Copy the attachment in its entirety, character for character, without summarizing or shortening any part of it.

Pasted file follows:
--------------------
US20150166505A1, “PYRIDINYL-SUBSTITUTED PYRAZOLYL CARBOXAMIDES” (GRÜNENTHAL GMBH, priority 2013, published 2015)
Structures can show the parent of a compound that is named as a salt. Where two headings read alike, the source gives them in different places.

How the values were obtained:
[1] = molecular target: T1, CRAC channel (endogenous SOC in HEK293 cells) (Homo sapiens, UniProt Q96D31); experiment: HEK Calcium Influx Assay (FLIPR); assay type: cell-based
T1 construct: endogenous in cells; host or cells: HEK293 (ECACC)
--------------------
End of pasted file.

US20150166505A1, “PYRIDINYL-SUBSTITUTED PYRAZOLYL CARBOXAMIDES” (GRÜNENTHAL GMBH, priority 2013, published 2015)
Structures can show the parent of a compound that is named as a salt. Where two headings read alike, the source gives them in different places.

How the values were obtained:
[1] = molecular target: T1, CRAC channel (endogenous SOC in HEK293 cells) (Homo sapiens, UniProt Q96D31); experiment: HEK Calcium Influx Assay (FLIPR); assay type: cell-based
T1 construct: endogenous in cells; host or cells: HEK293 (ECACC)